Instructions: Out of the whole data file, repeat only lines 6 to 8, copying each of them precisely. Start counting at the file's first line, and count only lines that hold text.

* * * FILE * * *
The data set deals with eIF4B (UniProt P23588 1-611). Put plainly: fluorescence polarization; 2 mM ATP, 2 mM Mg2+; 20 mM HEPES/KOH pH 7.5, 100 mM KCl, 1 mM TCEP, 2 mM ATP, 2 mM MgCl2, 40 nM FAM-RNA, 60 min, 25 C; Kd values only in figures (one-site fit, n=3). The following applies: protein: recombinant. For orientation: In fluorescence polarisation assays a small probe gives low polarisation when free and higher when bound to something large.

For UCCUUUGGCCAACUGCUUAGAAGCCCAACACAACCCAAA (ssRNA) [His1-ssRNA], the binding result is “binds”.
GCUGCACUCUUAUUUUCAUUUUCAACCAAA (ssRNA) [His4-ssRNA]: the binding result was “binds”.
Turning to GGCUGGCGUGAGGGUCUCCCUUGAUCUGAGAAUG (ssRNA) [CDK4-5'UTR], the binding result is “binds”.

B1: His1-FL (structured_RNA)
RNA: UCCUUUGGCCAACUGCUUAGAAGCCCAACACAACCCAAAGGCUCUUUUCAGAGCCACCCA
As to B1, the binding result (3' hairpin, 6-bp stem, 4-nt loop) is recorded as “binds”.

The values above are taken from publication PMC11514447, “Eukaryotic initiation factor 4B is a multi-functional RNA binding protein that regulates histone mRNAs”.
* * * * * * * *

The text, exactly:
RNA: UCCUUUGGCCAACUGCUUAGAAGCCCAACACAACCCAAAGGCUCUUUUCAGAGCCACCCA
As to B1, the binding result (3' hairpin, 6-bp stem, 4-nt loop) is recorded as “binds”.

The values above are taken from publication PMC11514447, “Eukaryotic initiation factor 4B is a multi-functional RNA binding protein that regulates histone mRNAs”.